Despite rising markets, investors are being urged to look at the fundamentals and worst case scenario plan in order to maintain their wealth long-term.
Australia’s COVID-19 property boom is continuing, with national average dwellings price growth rising to 2.2 per cent for the month of May.
With the worst of the pandemic seemingly behind us, bankers are now predicting 15 per cent price growth for Australia’s housing market this year, before macro-prudential measures dramatically slow growth early next year.
But it’s next year’s forecast that has caught pundits off guard, with Westpac revising down its earlier strong growth prediction to a slim 5 per cent in 2022, before the market completely stalls in 2023 with 0 per cent growth.
Despite strong growth in the market, Right Property Group’s Steve Waters and Victor Kumar are urging investors to remain cautious and not take a bulletproof approach to investing in high-risk areas.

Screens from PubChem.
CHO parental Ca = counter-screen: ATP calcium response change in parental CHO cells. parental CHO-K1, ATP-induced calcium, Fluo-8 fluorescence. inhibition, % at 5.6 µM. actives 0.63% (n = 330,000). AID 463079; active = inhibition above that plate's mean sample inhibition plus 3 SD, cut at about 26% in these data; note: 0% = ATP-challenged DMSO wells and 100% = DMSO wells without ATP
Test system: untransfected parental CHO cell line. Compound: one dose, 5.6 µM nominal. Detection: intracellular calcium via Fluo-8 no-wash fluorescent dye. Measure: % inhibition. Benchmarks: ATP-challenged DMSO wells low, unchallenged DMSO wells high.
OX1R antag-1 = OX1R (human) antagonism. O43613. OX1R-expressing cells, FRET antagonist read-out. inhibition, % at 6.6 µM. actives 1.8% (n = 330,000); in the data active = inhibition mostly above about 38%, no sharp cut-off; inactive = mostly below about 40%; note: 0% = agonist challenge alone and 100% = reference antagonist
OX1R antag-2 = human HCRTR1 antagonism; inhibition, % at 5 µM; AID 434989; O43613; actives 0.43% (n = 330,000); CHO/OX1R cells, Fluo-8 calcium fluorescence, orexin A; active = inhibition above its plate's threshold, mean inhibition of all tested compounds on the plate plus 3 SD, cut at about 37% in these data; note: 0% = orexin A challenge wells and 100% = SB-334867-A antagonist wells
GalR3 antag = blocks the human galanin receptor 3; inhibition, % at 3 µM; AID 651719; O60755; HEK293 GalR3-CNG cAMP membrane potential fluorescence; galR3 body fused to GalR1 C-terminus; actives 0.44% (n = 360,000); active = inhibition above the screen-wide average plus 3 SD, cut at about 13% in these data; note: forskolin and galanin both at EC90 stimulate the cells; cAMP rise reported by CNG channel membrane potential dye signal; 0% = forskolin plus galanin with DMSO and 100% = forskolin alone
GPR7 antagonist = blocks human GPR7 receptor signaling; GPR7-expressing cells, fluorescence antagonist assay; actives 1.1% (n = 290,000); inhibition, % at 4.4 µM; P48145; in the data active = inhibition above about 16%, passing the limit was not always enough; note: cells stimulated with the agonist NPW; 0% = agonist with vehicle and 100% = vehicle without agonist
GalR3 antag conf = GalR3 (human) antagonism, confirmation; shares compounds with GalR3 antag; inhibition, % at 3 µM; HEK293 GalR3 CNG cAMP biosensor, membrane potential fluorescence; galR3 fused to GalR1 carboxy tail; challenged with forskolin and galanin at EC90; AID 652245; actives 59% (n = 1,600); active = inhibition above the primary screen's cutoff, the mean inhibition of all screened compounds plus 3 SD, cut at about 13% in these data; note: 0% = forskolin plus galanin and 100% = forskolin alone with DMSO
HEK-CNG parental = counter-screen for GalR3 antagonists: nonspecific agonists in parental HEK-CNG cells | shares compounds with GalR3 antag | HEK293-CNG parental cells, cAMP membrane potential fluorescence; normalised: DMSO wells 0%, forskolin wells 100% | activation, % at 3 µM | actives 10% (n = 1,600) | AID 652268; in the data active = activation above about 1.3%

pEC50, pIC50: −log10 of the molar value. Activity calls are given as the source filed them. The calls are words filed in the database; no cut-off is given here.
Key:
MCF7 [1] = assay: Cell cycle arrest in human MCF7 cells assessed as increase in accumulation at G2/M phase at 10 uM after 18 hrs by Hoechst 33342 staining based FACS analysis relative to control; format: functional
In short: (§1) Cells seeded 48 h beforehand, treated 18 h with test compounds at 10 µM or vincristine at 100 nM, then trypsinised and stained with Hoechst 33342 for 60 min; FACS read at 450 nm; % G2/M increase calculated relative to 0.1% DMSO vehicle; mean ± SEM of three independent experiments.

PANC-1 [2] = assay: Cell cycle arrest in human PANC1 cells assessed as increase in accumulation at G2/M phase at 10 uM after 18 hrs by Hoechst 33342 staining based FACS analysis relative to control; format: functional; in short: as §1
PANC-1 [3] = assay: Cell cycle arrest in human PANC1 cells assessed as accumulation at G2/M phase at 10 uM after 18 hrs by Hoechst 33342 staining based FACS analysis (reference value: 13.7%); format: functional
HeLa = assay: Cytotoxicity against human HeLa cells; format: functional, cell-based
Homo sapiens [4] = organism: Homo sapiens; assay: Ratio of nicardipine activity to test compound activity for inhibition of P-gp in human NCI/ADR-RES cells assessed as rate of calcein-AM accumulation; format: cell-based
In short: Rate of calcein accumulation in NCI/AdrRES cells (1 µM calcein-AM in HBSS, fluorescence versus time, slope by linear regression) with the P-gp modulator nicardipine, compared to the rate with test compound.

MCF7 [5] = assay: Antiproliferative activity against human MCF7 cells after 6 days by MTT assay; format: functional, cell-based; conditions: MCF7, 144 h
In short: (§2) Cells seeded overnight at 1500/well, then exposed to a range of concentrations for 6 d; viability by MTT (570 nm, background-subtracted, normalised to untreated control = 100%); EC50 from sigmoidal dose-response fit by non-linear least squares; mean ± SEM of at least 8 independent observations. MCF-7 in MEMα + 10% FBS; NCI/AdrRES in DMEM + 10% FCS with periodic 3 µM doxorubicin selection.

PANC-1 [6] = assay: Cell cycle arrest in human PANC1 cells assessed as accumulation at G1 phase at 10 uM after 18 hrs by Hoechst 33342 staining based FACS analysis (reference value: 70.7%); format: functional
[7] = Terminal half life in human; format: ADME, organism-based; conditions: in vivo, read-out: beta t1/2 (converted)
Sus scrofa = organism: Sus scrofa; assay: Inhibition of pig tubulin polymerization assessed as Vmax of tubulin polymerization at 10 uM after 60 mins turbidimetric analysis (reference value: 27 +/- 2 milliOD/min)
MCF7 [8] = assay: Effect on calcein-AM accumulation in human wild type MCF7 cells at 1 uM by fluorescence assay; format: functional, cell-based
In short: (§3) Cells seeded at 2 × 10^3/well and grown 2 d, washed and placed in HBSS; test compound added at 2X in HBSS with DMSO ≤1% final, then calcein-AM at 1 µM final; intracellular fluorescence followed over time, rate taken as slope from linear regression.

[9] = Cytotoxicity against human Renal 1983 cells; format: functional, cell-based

“Never invest in a problem you can’t solve,” Mr Kumar warned investors on the Investing Insights podcast.
“You can’t solve floods, you can’t solve bushfires, and if you’re investing in these zones, you’re taking risks.
“If you’re taking that risk, you have to budget for it, so why invest there to begin with,” he said.
Mr Waters warned investors to keep their greed and ego in check, with the current rising market seeing investors take outlandish risks.
“We are seeing the same mistakes this time around as we saw during the GFC,” Mr Waters said.
The duo warned that instead, investors need to take an educated approach to investing, with a long-term time horizon in order to grow a property portfolio.
“They are doing the budget for now instead of holding the property for the future,” Mr Kumar said.
“There are two sides to the equation, growth and cash flow. If you start focusing just on the one side, which is what most people are doing now, looking for growth, [investors] lose sight of the cash flow, and it is very easy to become a statistic when the rates or life moves against you.”
Mr Kumar warned investors that it is easy to become wealthy, but holding the wealth longer-term is an issue for most investors.
“But the ability to retain it over a generation is lacking because it is not planned forward and not looking at it from a worst case scenario,” he concluded.